January 5, 2020 📊 A war with Iran probably won’t help re-elect Trump

Partisan lenses and a history of conflict in the Middle East blunts the impacts of additional tension

Welcome! I’m G. Elliott Morris, data journalist for The Economist and blogger of polls, elections, and political science. Happy Sunday! This is my weekly email where I write about politics using data and share links to what I’ve been reading and writing. Thoughts? Drop me a line (or just respond to this email). Like what you’re reading? Tap the ❤️ below the title and share with your friends!


Dear Reader,

This week’s main read: I want to take a break from the 2020 presidential primary this week and walk through why I think it’s a misguided assumption that a war with Iran would benefit president Trump.

Plus, let’s talk about the role that party activists are playing in the Democratic race, and about the different interest groups that shape policy adoption among the two political parties.

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A war with Iran probably won’t help re-elect Trump

Partisan lenses and a history of conflict in the Middle East blunts the impacts of additional tension

Let’s take a little break from the 2020 primary this week and instead talk about the other big story right now, a seemingly-imminent direct conflict with Iran. Unless you live under a rock, you know that last week the US assassinated Iran’s Gen. Qasem Soleimani, the country’s highest-ranking military commander. The strike has caused immediate speculation about an all-out war with Iran—some people are even making memes about World War 3, which seems silly—and about political fallout from the strike. 

In particular, some analysts seem convinced that Donald Trump will “benefit” electorally from the strike. Wars cause a country to become unified, they reckon. 7People “rally around the flag” and give improved ratings to the Commander in Chief. And after all, war-time presidents tend to do well electorally. The country didn’t toss out FDR or Wilson, for example, and George W. Bush saw a huge surge in support after 9/11. Of course, it tanked after the invasions of Afghanistan and Iraq—but they might not mention this fact.

But these so-called “rally-round-the-flag effects” don’t come equally to all who seek them. Though Trump literally tweeted a picture of the American flag after the strike against Soleimani became public knowledge, I’m not so sure he’ll get one. For one thing, we are more polarized than we were under our 20th-century presidents, or even under Bush. Public approval for the president’s foreign policy actions looks much like his overall approval ratings—high among Republicans and low among Democrats. (And oh, yeah, just think about all those hawkish Democrats out there that will suddenly be persuaded by the air-strike to get behind the president.)

Second, war with Iran—or even conflict in the Middle East more broadly—is relatively unpopular today. And go figure! Americans have spent nearly two decades watching endless media coverage of the back-and-forth over political control of the region. We’ve watched two war-like conflicts and a prolonged struggle with ISIS and other terrorist groups unfold on national television. And people are particularly unhappy about the prospect of war with Iran; only 20% of adults voiced support for it in a September poll from the University of Maryland.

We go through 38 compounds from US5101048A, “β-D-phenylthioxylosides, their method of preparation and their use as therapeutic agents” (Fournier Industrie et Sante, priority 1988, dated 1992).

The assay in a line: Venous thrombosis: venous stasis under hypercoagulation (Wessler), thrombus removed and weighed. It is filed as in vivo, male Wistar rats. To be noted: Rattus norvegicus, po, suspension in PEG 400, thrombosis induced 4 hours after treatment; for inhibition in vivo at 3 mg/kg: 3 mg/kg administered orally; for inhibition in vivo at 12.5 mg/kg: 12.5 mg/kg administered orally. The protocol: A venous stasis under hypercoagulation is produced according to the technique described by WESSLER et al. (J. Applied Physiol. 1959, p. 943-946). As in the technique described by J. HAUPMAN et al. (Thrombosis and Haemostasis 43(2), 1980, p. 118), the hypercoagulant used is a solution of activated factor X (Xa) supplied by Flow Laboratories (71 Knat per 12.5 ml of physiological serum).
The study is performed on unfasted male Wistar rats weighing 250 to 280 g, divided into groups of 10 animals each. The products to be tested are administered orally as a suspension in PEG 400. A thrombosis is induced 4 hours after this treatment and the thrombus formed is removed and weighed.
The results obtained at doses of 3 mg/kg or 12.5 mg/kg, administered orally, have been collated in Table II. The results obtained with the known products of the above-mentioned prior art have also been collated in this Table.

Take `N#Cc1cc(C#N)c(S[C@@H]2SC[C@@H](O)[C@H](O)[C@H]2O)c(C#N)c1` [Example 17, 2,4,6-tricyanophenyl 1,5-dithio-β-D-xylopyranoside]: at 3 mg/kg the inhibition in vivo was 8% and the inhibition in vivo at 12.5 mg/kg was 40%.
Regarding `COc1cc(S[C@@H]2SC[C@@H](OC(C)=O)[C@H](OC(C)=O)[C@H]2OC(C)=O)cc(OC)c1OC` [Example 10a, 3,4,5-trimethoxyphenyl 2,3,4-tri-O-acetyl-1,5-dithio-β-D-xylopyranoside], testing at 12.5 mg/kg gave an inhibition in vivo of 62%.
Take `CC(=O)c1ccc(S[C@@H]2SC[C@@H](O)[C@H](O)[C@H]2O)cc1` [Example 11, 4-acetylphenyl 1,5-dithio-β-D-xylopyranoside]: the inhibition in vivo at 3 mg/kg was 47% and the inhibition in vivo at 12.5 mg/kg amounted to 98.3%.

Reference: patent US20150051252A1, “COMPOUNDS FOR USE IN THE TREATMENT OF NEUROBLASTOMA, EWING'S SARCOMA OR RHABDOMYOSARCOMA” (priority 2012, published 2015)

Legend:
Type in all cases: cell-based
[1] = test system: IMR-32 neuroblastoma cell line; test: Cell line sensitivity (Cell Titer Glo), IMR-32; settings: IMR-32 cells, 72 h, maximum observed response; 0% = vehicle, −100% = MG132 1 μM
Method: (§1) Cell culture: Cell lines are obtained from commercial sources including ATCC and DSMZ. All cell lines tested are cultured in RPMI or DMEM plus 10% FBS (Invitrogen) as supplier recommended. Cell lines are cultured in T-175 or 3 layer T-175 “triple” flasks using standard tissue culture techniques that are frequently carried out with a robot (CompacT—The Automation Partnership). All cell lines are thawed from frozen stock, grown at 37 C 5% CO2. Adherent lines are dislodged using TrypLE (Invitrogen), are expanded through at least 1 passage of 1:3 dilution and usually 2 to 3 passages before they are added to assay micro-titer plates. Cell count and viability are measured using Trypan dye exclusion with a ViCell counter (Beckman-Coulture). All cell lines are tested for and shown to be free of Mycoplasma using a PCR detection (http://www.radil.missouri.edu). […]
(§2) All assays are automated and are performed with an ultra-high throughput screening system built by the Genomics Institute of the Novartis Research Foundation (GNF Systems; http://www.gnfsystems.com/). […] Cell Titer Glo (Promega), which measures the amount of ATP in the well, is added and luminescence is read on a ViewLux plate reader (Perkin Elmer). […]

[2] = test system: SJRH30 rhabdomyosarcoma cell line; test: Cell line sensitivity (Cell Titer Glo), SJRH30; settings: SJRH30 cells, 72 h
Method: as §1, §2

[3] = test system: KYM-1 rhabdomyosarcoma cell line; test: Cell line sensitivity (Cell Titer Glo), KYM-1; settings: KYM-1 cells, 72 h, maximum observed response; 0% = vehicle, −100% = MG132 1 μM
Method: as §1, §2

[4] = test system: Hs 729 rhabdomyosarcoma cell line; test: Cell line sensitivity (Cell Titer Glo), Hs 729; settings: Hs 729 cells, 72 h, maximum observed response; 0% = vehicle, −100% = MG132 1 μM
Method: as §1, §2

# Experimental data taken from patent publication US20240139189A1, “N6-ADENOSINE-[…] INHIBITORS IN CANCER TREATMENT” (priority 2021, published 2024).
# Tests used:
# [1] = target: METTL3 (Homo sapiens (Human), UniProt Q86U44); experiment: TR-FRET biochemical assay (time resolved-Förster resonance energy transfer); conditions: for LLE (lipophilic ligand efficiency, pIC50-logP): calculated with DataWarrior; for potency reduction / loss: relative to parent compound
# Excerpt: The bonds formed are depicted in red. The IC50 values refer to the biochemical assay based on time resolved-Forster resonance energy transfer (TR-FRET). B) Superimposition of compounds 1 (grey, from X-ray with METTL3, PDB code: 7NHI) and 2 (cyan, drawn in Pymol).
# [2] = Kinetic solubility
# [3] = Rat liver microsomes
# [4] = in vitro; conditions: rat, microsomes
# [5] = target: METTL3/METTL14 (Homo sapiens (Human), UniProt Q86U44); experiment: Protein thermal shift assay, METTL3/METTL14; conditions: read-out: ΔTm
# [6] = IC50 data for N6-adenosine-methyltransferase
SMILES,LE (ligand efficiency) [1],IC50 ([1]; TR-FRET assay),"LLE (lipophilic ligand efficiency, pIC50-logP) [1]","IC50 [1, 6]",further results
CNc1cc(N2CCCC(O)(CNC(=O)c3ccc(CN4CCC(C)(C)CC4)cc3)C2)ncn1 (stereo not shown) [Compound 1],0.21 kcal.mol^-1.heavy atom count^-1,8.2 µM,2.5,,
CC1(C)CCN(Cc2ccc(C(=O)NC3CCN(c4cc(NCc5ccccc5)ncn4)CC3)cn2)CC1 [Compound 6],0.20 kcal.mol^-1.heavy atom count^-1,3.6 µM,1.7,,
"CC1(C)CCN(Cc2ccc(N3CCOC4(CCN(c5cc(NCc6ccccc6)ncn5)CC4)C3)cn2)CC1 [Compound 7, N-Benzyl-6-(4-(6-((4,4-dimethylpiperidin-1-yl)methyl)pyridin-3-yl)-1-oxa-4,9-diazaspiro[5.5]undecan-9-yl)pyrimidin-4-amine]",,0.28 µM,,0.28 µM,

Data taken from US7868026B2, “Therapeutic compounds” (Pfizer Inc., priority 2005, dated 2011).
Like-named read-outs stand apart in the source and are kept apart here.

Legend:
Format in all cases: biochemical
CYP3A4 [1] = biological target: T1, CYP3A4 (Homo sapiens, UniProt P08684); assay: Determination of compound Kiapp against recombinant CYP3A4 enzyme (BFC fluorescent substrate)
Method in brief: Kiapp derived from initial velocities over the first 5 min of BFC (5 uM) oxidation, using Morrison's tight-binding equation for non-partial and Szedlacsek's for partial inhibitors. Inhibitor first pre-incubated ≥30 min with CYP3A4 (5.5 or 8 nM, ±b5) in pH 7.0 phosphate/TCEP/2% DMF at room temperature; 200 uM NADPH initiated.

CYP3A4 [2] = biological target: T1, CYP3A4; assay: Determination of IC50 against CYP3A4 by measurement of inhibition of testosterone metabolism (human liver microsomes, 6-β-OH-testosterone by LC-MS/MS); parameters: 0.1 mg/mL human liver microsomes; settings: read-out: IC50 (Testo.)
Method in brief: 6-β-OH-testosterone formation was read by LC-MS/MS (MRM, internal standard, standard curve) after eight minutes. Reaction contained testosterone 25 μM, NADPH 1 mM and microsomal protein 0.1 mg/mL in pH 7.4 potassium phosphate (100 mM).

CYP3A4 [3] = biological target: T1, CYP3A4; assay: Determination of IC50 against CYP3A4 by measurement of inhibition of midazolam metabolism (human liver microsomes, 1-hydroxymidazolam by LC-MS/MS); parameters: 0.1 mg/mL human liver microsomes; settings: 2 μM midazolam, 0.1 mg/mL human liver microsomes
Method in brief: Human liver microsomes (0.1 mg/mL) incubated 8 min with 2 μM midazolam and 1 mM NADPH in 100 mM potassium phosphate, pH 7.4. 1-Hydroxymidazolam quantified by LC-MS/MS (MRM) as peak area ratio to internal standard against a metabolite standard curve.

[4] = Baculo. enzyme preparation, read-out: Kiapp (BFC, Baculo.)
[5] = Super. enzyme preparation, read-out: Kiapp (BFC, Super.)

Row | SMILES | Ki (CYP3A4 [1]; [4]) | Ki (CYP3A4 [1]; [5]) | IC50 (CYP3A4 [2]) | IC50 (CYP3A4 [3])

In sum, it seems foolish to me to assume that a war with Iran will help the president politically or electorally. Maybe I’ve missed something here, but the lessons we’ve learned about partisan motivated reasoning over the past decade suggest that very little will change voters’ minds about the president. Given the current state of public opinion regarding the Middle East, it seems especially unlikely that a war with Iran is the event that can do so.

And here are some selected links to the work I read and wrote last week:

Posts for subscribers:

Links and Other Stuff

Activists in the 2020 primary

Seth Masket has a piece out at FiveThirtyEight this week about how Democratic Party activists might be warming to Biden as their favored nominee. This table is particularly telling:

Masket also provides some data on who activists don’t want as their nominee:

… this metric contains a bit of good news for Biden, who is now only opposed by five of 31 activists (16 percent), down from 24 percent (seven of 29 activists) in October and 31 percent (nine of 29 activists) in August. This doesn’t mean that Biden has pacified all his detractors, but it is telling that his opposition number has decreased while his support has slowly ticked upward; party insiders may well be warming to him.

But one main takeaway remains: activists, like “the party” as a mythical omniscient institutional being, remain undecided.

Who parties listen to

This is an old, if not re-invigorated, question in political science. Matt Grossmann and William Isaac have a newly-accepted paper about this in the Journal of Politics. According to the authors, Republicans listen to business interests while Democrats listen to advocacy groups.

What I'm Reading and Working On

I’m formally back from holiday break tomorrow and hard at work modeling state-level public opinion. We’ll also have some 2020-related announcements to share later on.

Thanks for reading!

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